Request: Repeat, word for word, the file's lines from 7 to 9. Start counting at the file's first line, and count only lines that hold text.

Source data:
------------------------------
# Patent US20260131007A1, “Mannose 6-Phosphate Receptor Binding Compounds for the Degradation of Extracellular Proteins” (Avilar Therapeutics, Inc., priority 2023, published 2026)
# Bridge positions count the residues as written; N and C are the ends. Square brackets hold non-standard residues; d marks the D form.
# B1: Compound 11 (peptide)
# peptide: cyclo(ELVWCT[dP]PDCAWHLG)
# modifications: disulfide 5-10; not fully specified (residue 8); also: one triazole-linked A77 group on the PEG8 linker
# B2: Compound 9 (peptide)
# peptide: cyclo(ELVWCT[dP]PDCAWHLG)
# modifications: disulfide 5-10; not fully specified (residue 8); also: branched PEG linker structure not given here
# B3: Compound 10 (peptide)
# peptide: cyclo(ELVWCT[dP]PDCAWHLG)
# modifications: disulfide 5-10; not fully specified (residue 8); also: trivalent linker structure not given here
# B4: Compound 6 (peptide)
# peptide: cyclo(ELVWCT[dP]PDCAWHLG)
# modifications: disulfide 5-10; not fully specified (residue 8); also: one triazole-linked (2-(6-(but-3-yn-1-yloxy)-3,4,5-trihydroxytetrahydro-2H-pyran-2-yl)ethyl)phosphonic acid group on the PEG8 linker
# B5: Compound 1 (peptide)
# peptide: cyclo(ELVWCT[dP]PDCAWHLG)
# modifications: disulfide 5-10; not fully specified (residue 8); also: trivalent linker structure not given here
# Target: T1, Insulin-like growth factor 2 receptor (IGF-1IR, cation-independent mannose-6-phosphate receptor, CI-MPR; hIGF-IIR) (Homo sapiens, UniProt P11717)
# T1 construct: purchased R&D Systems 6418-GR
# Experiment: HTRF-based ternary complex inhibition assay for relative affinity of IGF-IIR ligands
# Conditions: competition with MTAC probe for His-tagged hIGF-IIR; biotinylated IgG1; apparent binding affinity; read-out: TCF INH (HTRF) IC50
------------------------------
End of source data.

# peptide: cyclo(ELVWCT[dP]PDCAWHLG)
# modifications: disulfide 5-10; not fully specified (residue 8); also: branched PEG linker structure not given here
# B3: Compound 10 (peptide)